Gout is a type of arthritis caused by elevated uric acid in the blood and then depositing in the joints. The classic area involved is the big toe, but any joint can be involved. 4% of the adult population is affected, and African-Americans are at the highest risk. Pain usually occurs with intermittent attacks.
Despite a popular misconception that gout is merely an episodic nuisance, it is a serious disease that can significantly affect physical function and quality of life. A 2013 systematic review found that quality of life was significantly reduced in patients with gout. I have seen many acute flares in patients and it does not look fun.
Economic costs include decreased worker productivity and increased absences from work. From 2001 to 2005, an estimated 2 million visits were made to primary care providers due to gout.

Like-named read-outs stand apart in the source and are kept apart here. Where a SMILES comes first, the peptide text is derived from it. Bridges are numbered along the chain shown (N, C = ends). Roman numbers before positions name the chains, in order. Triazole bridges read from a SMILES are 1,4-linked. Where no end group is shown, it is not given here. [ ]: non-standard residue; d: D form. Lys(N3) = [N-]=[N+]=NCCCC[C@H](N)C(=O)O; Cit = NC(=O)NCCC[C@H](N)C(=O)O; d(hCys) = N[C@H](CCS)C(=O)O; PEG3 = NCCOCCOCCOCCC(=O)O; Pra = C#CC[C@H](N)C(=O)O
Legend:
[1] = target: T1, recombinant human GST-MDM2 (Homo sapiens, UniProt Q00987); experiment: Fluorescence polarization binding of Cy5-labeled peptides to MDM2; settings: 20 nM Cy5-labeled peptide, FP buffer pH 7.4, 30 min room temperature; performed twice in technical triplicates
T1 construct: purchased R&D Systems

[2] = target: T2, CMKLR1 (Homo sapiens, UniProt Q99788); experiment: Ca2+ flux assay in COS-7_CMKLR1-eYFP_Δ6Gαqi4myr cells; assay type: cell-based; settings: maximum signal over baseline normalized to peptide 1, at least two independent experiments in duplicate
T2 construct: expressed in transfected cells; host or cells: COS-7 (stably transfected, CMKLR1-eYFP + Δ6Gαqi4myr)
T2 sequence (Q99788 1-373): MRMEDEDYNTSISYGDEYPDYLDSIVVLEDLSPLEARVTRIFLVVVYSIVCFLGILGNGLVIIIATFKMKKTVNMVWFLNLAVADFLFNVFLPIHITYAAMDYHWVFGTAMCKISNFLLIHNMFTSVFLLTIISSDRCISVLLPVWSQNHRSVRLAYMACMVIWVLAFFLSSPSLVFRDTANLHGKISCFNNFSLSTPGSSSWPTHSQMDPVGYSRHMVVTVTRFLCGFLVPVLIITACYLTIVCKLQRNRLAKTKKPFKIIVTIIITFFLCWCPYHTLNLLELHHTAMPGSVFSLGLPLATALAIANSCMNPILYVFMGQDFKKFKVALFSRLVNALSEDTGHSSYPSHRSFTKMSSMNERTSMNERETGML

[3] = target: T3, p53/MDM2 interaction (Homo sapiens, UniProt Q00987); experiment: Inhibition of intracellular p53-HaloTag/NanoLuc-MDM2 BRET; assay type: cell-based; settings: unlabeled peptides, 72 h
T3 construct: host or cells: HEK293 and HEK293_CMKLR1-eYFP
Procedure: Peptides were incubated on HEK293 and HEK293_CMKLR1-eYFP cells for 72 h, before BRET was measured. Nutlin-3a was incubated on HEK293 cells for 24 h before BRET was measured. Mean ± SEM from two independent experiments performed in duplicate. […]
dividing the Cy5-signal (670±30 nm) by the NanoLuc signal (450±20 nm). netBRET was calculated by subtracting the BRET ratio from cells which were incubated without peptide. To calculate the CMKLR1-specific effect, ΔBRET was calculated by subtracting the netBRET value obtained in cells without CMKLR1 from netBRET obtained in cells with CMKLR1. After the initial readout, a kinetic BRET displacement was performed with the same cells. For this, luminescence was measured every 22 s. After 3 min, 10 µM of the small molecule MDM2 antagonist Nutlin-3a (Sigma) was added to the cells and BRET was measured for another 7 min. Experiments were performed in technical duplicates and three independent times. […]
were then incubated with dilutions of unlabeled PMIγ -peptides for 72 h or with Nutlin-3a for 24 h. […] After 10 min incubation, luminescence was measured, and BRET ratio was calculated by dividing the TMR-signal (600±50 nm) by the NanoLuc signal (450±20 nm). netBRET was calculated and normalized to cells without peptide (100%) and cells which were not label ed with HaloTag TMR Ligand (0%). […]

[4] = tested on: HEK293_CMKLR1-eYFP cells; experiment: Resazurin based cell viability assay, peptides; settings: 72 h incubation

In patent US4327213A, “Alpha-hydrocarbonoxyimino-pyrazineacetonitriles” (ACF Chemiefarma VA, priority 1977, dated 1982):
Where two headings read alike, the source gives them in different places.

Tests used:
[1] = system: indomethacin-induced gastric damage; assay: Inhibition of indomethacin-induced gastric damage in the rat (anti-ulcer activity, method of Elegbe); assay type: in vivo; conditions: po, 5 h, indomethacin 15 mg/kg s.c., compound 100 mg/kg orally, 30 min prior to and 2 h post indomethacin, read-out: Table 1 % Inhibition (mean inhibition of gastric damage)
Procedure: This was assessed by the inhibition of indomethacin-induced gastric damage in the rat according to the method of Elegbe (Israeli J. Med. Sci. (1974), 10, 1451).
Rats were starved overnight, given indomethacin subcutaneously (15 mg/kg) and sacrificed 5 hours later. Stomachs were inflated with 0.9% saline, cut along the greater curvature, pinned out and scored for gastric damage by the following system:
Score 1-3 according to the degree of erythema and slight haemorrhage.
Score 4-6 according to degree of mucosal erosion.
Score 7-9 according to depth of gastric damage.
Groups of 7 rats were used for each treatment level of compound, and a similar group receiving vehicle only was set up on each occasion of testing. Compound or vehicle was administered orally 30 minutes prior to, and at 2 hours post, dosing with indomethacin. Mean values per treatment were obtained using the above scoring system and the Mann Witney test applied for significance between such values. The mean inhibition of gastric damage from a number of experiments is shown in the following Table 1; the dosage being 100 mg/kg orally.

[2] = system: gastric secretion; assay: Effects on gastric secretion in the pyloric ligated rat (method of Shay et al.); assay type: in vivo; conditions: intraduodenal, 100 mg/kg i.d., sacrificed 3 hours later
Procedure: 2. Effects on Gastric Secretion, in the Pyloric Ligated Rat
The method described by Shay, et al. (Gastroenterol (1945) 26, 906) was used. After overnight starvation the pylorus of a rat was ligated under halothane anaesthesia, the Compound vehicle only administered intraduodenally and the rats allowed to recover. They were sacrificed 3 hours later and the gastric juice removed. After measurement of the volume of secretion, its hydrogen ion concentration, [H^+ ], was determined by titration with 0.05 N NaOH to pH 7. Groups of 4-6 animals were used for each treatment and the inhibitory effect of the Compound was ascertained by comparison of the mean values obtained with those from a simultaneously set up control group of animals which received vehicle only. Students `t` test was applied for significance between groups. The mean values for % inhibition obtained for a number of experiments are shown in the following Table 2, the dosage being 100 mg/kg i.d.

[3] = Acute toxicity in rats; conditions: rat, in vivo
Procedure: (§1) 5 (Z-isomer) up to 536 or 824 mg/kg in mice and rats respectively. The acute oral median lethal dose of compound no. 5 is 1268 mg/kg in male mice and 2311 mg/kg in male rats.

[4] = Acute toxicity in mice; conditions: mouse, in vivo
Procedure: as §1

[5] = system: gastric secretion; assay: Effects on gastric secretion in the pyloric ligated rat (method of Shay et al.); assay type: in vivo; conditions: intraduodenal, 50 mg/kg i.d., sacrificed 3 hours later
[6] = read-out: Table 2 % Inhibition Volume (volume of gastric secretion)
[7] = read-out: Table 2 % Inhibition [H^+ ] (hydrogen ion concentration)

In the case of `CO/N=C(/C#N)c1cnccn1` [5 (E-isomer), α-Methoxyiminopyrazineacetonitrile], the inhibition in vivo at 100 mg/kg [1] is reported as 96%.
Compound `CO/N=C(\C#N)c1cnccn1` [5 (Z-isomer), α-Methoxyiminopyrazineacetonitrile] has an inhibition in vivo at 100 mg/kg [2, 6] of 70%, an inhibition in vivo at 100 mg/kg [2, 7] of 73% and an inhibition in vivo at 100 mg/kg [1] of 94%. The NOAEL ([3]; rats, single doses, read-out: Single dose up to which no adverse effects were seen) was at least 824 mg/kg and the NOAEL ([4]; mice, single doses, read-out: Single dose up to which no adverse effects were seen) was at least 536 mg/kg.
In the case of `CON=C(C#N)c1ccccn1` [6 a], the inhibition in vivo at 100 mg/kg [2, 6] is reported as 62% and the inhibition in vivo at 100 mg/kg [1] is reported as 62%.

Although gout historically has been considered a musculo-skeletal disorder, recent evidence indicates that high levels of uric acid in the blood plays an important role in the development of kidney disease and contributes to cardiovascular morbidity and death.
Uric acid is an end-product of protein breakdown. The molecular structure is carbon, oxygen, hydrogen, and nitrogen.
Although the definition of hyperuricemia (high uric acid in blood) is arbitrary, it is usually defined as a serum uric acid level greater than 7.0 mg/dl in men and greater than 6.0 mg/dl in women.
High uric acid is linked to:
Some pharmaceuticals can lower levels of uric acid AND are shown to decrease the risk of heart attacks. Allopurinol is one example. But as a doctor of cause, let’s look for ways to prevent excess production of uric acid that do NOT involve drugs.
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